Financial Aid: The Problem With Merit Aid

1397 words - 6 pages

There was a time in the United States when moving north was a decision that could profoundly change one’s way of life. Specifically, this choice would impact southern dwelling African-Americans. The socioeconomic and cultural effects were great. The decision was made by many who were seeking a better life and new opportunities: two million African American migrants. Today, for many young African-Americans, pursuing the move from secondary education to collegiate education has those same benefits and more. Like the people of the Great Migration, today’s population of Black college seekers are finding that gaining access to these opportunities is difficult. The move into these new regions for the past’s migrants and today’s students was/is not easy, and finding the money to fund the undertaking was/is the most critical step. A reason for the struggle of today’s migrants: access to preferred means of financial aid such as grants and scholarships. The funds for merit based financial aid are growing rapidly, while the funds for need based aid is staggering along. The resulting circumstance is less financial support for low-income students. The newly found emphasis on merit-based financial aid over need-based aid serves as a disadvantage to students of lower incomes and should be disputed.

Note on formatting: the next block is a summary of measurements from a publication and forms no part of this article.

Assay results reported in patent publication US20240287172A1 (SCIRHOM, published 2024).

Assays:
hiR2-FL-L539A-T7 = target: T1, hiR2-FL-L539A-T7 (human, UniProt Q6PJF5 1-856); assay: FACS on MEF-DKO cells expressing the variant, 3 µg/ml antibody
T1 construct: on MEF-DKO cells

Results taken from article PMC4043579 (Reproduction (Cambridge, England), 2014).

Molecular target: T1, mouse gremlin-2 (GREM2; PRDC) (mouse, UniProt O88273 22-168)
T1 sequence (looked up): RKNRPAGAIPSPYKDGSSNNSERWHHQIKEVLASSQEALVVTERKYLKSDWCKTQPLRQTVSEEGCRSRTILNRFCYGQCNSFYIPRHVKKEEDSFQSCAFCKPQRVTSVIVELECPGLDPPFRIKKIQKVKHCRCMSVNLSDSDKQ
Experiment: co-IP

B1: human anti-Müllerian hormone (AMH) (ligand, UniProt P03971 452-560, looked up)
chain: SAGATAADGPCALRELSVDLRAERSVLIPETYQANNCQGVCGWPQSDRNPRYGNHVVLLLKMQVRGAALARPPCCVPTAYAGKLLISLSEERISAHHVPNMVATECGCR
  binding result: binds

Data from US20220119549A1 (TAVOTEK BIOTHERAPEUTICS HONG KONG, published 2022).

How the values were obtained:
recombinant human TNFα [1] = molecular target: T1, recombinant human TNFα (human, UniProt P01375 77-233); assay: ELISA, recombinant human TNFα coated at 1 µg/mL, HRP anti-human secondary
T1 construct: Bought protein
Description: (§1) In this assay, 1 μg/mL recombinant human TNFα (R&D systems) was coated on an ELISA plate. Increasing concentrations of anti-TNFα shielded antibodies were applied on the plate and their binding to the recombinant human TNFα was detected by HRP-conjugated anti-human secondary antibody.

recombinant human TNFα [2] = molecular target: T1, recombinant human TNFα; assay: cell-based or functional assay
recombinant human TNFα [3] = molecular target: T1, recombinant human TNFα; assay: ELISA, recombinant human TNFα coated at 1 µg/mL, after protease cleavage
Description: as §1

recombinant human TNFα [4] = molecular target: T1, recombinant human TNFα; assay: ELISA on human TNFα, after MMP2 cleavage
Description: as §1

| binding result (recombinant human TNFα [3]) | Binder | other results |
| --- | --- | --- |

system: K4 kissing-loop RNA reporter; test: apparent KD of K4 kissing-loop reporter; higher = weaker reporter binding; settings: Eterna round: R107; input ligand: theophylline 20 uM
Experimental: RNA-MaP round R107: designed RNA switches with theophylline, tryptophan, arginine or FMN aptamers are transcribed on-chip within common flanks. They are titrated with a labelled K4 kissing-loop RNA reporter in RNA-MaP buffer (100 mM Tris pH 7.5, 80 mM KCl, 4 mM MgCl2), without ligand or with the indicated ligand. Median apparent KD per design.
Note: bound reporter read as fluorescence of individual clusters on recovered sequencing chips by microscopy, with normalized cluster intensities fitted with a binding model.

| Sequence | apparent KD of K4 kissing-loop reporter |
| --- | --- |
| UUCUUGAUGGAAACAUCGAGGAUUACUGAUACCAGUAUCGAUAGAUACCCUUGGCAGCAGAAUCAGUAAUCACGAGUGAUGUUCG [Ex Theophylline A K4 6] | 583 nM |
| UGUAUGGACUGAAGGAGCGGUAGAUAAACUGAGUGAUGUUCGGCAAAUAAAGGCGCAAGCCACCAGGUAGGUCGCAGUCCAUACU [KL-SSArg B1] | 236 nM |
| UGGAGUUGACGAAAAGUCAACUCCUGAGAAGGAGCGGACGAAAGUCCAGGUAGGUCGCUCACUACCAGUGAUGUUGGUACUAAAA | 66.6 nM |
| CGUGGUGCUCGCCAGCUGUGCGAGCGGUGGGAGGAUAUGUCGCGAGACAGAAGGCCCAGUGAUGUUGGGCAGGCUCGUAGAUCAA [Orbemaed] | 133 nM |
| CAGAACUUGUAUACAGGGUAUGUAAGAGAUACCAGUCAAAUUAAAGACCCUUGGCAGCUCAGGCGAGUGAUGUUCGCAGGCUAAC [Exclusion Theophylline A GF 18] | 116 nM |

What is so wrong with merit based aid? Merit based financial aid is great for many families planning to put their young adults through college. This form of “free money” towards college tuition and fees helps to offset the already outrageous, rising cost of college attendance. Over the last decade tuition and fees at four year public universities has increased 5.6% per year beyond the rate of general inflation (College Board 3). Many families who had saved for their college bound student’s expenses still found the difference to be paid was much more than expected. There is no denial of merit based aid due to estimated family contribution, or family income; families are eligible for merit awards regardless of which income bracket they belong. As a supplement to need-based aid, merit- aid can dramatically lessen the financial bludgeoning that college costs can incur. Furthermore, the implementation of aid based on student achievement has been a tool of encouragement. Students can receive aid for their excellence in athletics, academics, the arts, and for high scores on college entrance exams. High school students work hard to receive financial aid of this kind, many of them taking on the most rigorous coursework offered such as AP classes. Bright, high achieving students are desirable to colleges because they are seen as less likely to be a part of the retention population: students who leave college before completing a degree. The amount of offered merit based aid is a motivator that often attracts students to certain colleges and universities. Why wouldn’t we want to offer the brightest and the best the money that they desire; they reciprocate, they are a benefit...

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